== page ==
• 8:30-9:10 Dr. Hideho Okada, University of California San Francisco, CA
  • Vaccine approaches for patients with low-grade glioma aimed at prevention of malignant transformation

  • 9:10-9:50 Dr. Vincent K. Tuohy, Cleveland Clinic, Lerner Institute, Cleveland Ohio
  • Primary immunoprevention of adult onset cancers

  • 9:50-10:30 Coffee Break

  • 10:30-11:10 Dr. Olivera Finn, University of Pittsburgh, Pittsburgh, PA
  • Vaccines for the prevention of non-viral cancers

  • 11:10-12:00 Panel discussion

  • 12:00-1:00 Lunch

  • Plenary Session 4: Active specific immunotherapy

  • Moderator: Dr. Robert Dillman, AIVITA Biomedical, Irvine, CA
  • 1:00-1:40 Dr. Robert Dillman, AIVITA Biomedical, Irvine, CA
  • Evolution of therapeutic cancer vaccines

  • 1:40-2:20 Dr. Michael G. Hanna Jr., Per-Immune Inc., Savannah, GA
  • Unlocking The Potential of Personal Cancer Vaccines: The Clinical Ramifications of Antigen Competition Driven Immunoediting

  • 2:20-2:50Coffee Break

  • 2:50-3:30 Dr. J. Milburn Jessup, Veterans Administration Medical Center, Washington, DC
  • Immunogenic cell death is an agnostic adaptive immunity primer for solid tumors

  • 3:30-4:10 Dr. F. Guirakhoo, GeoVax Inc. Atlanta, GA
  • MVA-VLP as a safe and effective platform for delivery of multi-antigen vaccine candidates for infectious diseases and cancer

  • 4:10-5:00 Panel Discussion

Wednesday April 1, 2020

  • Plenary Session 5: Cancer immunotherapy monitoring, methodology and drug design

  • Moderator: Dr. Peter Nara, Keystone Bio Inc., St. Louise, MO
  • 8:30-9:10 Dr. Peter Nara, Keystone Bio Inc., St. Louise, MO
  • Cancer treatment monitoring and drug design

  • 9:10-9:40 Dr. Richard G. Pestell, Pennsylvania Cancer and Regenerative Medicine Center, PA
  • Cancer Stem cells (CSC). Genetic drivers and therapeutic targeting via a new receptor

  • 9:40-10:10 Dr. Martin D’Souza, School of Pharmacy, Mercer Medical School, Atlanta, GA
  • Cancer nano-vaccines delivered via “Band-Aid Like” microneedle patches

  • 10:10-10:30 Coffee Break

  • 10:30-11:00 Dr. Joanna Roder, Biodesix, Boulder, CO
  • Application of machine learning to proteomic datasets: What can AI tell us about immune phenotypes from measurements of the circulating proteome?

  • 11:00-11:30 Dr. Karen A. Norris, University of Georgia, Athens, GA
  • Immunity and immunization in the immunocompromised host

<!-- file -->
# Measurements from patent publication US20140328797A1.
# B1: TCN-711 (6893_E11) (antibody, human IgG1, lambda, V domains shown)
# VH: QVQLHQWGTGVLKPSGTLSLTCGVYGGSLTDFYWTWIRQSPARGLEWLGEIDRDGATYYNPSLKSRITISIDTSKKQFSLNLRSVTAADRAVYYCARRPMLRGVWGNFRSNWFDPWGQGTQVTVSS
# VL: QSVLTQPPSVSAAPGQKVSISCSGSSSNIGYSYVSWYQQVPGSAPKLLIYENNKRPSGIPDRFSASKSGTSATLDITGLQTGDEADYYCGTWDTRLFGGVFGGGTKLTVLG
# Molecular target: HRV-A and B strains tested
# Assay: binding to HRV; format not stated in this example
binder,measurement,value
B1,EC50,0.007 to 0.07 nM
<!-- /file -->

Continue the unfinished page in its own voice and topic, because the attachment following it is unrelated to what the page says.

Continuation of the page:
• 11:30-12:00 Dr. Pavan Muttil, The University of New Mexico, Albuquerque, NM
  • A pulmonary delivery approach to administer combination therapies against lung cancer: are animal models a bane or a boon?

  • 12:00-12:30 Panel Discussion

  • 12:30-1:30 Lunch and Meeting Closure

About CBI-2020

To date, the passive immunotherapeutic approaches which have been FDA-approved clearly provide clinical benefit to a proportion of advanced disease patients. While these treatments have been heralded as much needed improvements, the nearly 600,000 Americans who died of cancer last year did not gain the level of benefit we would have hoped from modern cancer care. As the frontiers of cancer immunotherapy are pushing forward, we need to concentrate on integrative translational medicine. We are proposing to have an outlet for a comprehensive discussion, which will simultaneously integrate a deep understanding of the biology of cancer along with the development of future treatment concepts to ultimately realize the full potential of this clinical revolution.

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About Janus

JanusJanus was the Roman god of beginnings and transitions. It is depicted as a two-faced image that looks to the future and the past. As first pointed out by Dr. Olivera Finn, the Janus principle can be used to illustrate the past accomplishments and future opportunities in Immunotherapy of Cancer. In this case, immune function/tumor rejection and immune dysfunction/tumor progression. Ann Oncol 2012 Sep 23 (Suppl 8).